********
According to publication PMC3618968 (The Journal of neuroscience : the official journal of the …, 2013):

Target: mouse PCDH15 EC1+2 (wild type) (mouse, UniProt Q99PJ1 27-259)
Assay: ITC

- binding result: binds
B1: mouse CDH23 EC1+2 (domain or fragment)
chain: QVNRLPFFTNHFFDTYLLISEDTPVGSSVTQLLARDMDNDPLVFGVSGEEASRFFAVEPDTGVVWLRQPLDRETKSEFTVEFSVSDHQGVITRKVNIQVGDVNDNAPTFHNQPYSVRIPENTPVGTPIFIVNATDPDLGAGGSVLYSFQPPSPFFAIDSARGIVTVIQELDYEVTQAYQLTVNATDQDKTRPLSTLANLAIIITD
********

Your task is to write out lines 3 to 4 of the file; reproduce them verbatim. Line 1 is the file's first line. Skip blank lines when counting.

Assay: ITC

- binding result: binds